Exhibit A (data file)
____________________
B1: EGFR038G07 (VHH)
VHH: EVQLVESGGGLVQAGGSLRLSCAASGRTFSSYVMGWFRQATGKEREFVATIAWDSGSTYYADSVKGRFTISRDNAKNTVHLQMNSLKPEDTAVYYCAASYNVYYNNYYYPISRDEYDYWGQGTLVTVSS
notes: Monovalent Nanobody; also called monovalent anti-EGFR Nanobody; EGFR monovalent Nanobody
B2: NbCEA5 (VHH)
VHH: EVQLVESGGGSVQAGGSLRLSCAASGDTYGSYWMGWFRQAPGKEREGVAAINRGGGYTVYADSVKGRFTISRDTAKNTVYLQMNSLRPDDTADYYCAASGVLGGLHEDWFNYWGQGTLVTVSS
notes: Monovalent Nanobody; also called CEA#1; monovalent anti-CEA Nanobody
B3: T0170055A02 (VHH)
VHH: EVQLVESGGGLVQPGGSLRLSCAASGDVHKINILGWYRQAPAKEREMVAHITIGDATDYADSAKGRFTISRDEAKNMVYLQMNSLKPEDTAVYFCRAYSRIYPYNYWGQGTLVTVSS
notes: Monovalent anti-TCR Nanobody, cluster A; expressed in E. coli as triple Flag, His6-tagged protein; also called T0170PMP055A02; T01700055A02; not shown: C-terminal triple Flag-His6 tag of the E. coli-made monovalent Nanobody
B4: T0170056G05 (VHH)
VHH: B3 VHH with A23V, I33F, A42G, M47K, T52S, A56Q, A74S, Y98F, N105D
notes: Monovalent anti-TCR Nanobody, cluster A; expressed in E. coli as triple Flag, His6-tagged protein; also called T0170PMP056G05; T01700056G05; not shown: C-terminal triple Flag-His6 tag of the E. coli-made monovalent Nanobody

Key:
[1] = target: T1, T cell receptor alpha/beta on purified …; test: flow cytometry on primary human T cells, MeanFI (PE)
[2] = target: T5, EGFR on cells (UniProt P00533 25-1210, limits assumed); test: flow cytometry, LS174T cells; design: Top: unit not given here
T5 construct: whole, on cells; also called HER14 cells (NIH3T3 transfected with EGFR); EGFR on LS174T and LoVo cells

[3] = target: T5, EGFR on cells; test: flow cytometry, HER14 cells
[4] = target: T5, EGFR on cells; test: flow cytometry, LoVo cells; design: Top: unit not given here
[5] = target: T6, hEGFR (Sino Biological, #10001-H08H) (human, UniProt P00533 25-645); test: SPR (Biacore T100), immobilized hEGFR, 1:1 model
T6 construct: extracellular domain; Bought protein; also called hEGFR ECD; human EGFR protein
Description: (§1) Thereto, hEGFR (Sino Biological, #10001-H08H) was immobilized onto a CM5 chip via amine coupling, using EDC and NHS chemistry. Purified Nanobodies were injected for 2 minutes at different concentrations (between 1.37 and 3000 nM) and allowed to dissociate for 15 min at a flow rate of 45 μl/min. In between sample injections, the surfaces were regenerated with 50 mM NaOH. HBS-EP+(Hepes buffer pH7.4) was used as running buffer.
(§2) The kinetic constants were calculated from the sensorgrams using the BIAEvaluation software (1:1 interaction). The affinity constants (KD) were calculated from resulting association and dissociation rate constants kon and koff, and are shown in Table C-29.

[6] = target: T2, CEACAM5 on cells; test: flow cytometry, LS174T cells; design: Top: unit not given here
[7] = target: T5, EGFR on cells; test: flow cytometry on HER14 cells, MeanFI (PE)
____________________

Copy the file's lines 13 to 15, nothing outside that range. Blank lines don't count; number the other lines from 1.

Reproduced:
Key:
[1] = target: T1, T cell receptor alpha/beta on purified …; test: flow cytometry on primary human T cells, MeanFI (PE)
[2] = target: T5, EGFR on cells (UniProt P00533 25-1210, limits assumed); test: flow cytometry, LS174T cells; design: Top: unit not given here